Is failed presidential shoe-in Hillary Clinton considering a vocational move? A recent article in The Atlantic magazine, entitled “Hillary Wants to Preach,” suggests that Clinton, a lifelong Methodist, has for years harbored a dream of being a minister. “Scattered bits of reporting suggest that ministry has always been a secret dream of the two-time presidential candidate,” observes writer Emma Green in The Atlantic. “Last fall, the former Newsweek editor Kenneth Woodward revealed that Clinton told him in 1994 that she thought 'all the time' about becoming an ordained Methodist minister. She asked him not to write about it, though: 'It will make me seem much too pious.'”
More recently, “as Clinton works to rehabilitate her public image and figure out the next steps after her brutal November loss, religion is taking a central role,” Green writes. “After long months of struggling to persuade Americans that she is trustworthy, authentic, and fundamentally moral, Clinton is lifting up an intimate, closely guarded part of herself” — which, apparently, is meant to present a softer, more reflective Hillary who is motivated by faith.
Two books slated for publication this fall will, supposedly, help to cast Clinton in a more favorable, reverent light, Green notes. The first book, entitled What Happened, will supposedly be largely filled with the former first lady's personal narrative of what went wrong in her humiliating November electoral loss to Donald Trump.
But it is Strong for a Moment Like This, a devotional penned by Clinton's “longtime pastor” Bill Shillady, and for which she provided the foreword, that apparently is meant to help personify Clinton as largely motivated by her lifelong Methodist faith.
Green recalls that the devotional emerged “from a project Shillady started shortly after Clinton said she was running for president in 2015. Every morning, he would get up at 4 a.m. to pick out a bit of Scripture and write a quick devotional for Clinton to use in the day ahead.... The book offers a rare window into the way Scripture appears to have shaped Clinton on the campaign trail — as it has throughout her life.”
Green's glowing account of Hillary's supposed deep spirituality hearkens back to Clinton's growing-up years attending a United Methodist Church in suburban Chicago, and segues into her years as first lady during husband Bill's White House years. “During the Clinton administration,” writes Green, “the family attended Foundry United Methodist Church in Washington, D.C. Mike McCurry, who served as Bill Clinton’s press secretary during the early Monica Lewinsky years and now teaches at Wesley Theological Seminary, told me 'her faith and her ability to think about forgiveness … was a very, very important part of how she dealt with that family crisis.' A well-worn Bible was always on the Clinton family’s dining room table during that time, he said.”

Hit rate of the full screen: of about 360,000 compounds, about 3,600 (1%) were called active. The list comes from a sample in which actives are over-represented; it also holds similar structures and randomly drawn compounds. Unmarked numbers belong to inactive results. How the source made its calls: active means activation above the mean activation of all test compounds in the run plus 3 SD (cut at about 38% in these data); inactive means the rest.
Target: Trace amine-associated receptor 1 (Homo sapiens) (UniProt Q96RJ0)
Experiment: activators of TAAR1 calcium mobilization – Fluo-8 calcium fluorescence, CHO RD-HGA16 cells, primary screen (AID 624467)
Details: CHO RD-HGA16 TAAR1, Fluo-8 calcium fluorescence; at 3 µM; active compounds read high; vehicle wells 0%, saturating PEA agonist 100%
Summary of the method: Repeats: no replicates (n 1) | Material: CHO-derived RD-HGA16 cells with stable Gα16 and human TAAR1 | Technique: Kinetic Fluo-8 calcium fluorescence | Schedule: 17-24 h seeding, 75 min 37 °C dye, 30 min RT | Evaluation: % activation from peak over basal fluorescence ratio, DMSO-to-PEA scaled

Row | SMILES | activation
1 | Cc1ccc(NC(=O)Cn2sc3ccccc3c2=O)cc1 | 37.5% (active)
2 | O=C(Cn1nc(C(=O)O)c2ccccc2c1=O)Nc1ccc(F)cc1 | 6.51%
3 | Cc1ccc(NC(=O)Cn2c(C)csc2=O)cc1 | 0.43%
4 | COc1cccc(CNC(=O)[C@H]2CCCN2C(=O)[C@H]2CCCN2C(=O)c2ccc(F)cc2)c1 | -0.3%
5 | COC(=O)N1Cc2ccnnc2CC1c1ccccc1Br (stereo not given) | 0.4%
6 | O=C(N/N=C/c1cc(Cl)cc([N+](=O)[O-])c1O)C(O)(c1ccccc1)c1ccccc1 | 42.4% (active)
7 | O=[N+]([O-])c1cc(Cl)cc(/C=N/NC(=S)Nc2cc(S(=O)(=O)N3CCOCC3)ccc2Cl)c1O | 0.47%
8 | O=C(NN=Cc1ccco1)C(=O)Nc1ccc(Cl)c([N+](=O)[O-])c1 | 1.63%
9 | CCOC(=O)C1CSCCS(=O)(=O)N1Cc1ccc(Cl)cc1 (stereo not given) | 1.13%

Fast-forward to the present and Green speculates that following her loss in the 2016 presidential race (which appears to have closed the book on her career in politics), “Clinton may be settling on an alternate path, one she’s apparently fantasized about in secret for a long time.” Green quotes Shillady as saying that “given her depth of knowledge of the Bible and her experience of caring for people and loving people, she’d make a great pastor.”
In the 1994 interview referenced above, Woodward observed that “despite what some critics believe, the nation’s First Lady is not markedly feminist in her religion. She thinks abortion is ‘wrong,’ but, like [Bill Clinton], she says, ‘I don’t think it should be criminalized.’ She does not follow feminist theology and seems unaware of the upheaval its most radical exponents have created among Methodists in the name of greater inclusiveness.”
However, Hillary's record in the 20-plus years since then suggests that her present convictions are decidedly not informed by Scripture or the ideals embraced by a majority of Bible-believing Christians. LifeSiteNews.com noted that, as a committed Democrat, “Clinton ran on a platform fully embracing homosexuality, transgenderism, and taxpayer-funded abortion.”
As for her stance on abortion, LifeSite noted that on NBC's Meet the Press in April 2016, candidate Clinton declared that “the unborn person doesn't have Constitutional rights.” Additionally, reported LifeSite, she “once likened pro-lifers to 'terrorist groups' and told Planned Parenthood that her campaign 'belongs' to the abortion giant and its abortionists.”
Similarly, writing in National Review, Ben Shapiro noted that Hillary Clinton “opposed every version of the Religious Freedom Restoration Act; supported the Human Rights Campaign [a pro-homosexual organization], which wishes to use federal law to crack down on businesses to 'discriminate' on the basis of 'sexual orientation' and 'gender identity'; and opposed the Hobby Lobby Supreme Court decision, which allowed religiously owned businesses to avoid promoting abortion.”
Responding to Shillady's claim that Hillary’s “faith is stronger” despite her dismal 2016 election defeat, Shapiro wrote: “Surely it is. After all, the faith of leftists lies not in a God of personal responsibility, but in a god of collective blame. And that god has never left Hillary’s heart, not even for a second.”
Image of Hillary Clinton: Screenshot from ad at https://www.hillaryclinton.com/